This one’s a trick entry. Art the Clown would more than happily go to a therapist’s office. At the end of the day. While the therapist is closing up. Why? Simple. To eat the therapist’s face and rub feces on his walls.
44. Michael Myers “Halloween” (1978)
You gotta hand it to Michael Myers. That man was dedicated to not working on himself. Even as a child. He was six years old when he whacked his sister. That’s stage two of Piaget’s Stages of Development. He barely had object permanence down. But the minute he got to Smith’s Grove, Michael Myers went quiet, and then proceeded to spend a decade and a half ignoring every therapist that tried to talk to him before escaping again.
43. Freddy Kruger “A Nightmare on Elm Street” (1984)
It’s odd that Freddy is “the funny one” of all the classic slashers. The one with personality. Really, he is the most despicable of all of them, considering most of his victims when he was still alive were young children. Freddy clearly never went to therapy for the plethora of violent mental illnesses plaguing him. Now, he’s a vengeful, knife-fingered ghost. And worse… a guy who won’t stop doing bits.
42. Ash “Alien” (1979)
The science officer on the Nostromo, secret android and annoying-ass Nietzsche guy, Ash isn’t going to therapy. For one thing, he’s a robot. He doesn’t have authentic human emotions. But more than that, he’s the type of scientist who discredits psychology outright because he thinks it’s a “soft science” with no value.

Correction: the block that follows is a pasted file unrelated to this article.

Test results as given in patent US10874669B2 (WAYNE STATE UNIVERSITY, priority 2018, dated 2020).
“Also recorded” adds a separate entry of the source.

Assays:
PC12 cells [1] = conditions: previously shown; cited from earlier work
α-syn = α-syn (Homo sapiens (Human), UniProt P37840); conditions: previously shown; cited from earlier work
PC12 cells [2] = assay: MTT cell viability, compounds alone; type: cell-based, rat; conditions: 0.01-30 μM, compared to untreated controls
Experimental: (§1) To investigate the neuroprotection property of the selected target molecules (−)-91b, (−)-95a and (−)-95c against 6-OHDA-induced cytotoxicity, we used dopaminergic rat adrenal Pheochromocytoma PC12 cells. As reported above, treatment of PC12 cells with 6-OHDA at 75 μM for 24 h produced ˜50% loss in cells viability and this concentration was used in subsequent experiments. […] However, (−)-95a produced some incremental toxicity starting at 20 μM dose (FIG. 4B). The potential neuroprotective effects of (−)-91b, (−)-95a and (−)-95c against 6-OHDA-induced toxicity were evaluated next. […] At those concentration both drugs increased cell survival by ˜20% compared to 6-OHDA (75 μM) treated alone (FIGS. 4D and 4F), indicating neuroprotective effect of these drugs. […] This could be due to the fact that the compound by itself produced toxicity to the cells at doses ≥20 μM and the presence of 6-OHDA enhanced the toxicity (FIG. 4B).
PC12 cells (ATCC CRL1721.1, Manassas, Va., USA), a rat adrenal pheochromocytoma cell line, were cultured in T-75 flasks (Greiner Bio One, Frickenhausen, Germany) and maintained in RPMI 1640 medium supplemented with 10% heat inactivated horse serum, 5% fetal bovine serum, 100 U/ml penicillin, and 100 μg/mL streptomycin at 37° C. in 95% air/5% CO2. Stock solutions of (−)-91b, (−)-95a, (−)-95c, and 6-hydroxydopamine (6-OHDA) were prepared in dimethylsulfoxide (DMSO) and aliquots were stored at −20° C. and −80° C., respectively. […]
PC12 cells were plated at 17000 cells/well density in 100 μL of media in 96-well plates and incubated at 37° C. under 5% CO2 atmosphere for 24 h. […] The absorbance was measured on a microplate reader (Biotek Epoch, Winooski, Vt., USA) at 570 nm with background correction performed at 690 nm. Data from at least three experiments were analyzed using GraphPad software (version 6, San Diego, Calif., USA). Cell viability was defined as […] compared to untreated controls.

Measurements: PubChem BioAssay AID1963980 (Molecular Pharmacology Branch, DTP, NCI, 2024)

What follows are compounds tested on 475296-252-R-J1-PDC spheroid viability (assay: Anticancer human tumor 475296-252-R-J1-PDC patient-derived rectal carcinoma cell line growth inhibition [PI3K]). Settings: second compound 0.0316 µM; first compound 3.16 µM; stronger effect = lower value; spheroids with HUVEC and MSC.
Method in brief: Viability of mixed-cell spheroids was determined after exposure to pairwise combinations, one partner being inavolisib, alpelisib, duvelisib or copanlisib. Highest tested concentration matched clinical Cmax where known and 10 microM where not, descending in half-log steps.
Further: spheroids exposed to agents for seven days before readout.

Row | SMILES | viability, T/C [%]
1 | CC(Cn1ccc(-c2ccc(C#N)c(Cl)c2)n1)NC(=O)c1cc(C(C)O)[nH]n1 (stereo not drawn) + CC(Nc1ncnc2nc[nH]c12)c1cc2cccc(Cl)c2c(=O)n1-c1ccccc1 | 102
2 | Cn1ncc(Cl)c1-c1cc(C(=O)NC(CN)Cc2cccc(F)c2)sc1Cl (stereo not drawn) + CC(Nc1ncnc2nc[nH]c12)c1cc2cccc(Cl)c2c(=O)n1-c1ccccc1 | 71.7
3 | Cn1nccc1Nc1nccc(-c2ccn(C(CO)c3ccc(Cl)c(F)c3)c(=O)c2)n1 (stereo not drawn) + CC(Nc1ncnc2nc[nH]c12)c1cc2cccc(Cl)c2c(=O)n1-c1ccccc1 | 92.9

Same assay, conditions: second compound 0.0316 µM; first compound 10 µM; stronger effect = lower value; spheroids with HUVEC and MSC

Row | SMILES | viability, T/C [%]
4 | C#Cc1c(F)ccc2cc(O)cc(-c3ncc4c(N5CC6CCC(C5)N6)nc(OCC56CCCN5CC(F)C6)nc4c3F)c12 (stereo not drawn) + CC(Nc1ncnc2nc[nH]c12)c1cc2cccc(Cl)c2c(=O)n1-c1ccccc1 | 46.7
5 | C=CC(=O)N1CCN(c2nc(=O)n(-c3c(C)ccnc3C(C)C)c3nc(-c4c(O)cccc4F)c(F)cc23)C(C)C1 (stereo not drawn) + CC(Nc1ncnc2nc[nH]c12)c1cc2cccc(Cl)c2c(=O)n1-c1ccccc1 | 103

41. Jack Torrance “The Shining” (1980)
Similar to Him in “mother!,” Jack Torrance isn’t a fan of asking for help. He’s a troubled playwright who thinks that in order to be artistically valid you need to misuse substances. And admittedly… he’s right. The combined bloodstreams of the writers here at the Hard Times could probably fill a CVS.
40. The Green Man “Men” (2022)
Men would literally rather completely populate an idyllic English village and then give birth to identical copies of themselves out of improvised wombs for about three straight minutes than go to therapy.
39. Margaret White “Carrie” (1976)
Margaret White is a truly horrifying (and tragic) human being. A religious fanatic, a child abuser and someone deeply unskilled at chopping carrots. Margaret definitely needs therapy, since she’s carrying around some heavy-duty trauma from her husband, but she probably thinks that therapy is sinful, so we really highly doubt that she’d go.
38. Ellen Taper Leigh “Hereditary” (2018)
Ellen is from that generation that would rather become a literal queen of Hell, by wedding the living spirit of the demon Paimon in the form of her granddaughter in the body of her grandson than go to therapy. It’s tragic as we know she suffers from mental illnesses, but as anyone who’s ever talked to their grandparents knows, she’s not going.
37. Lord Summerisle “The Wicker Man” (1973)
Lord Summerisle doesn’t go to therapy. Lord Summerisle buys candles from Gwyneth Paltrow. Lord Summerisle goes for a walk in the woods because it’s “better than antidepressants.” Lord Summerisle is excited to tell you how promising LSD and psilocybin have been in treating depression and anxiety and doesn’t want to hear a word about THC-induced schizophrenia. Our bodies come from the earth. So we should try herbal remedies.
36. Dr. Jack Griffin “The Invisible Man” (1933)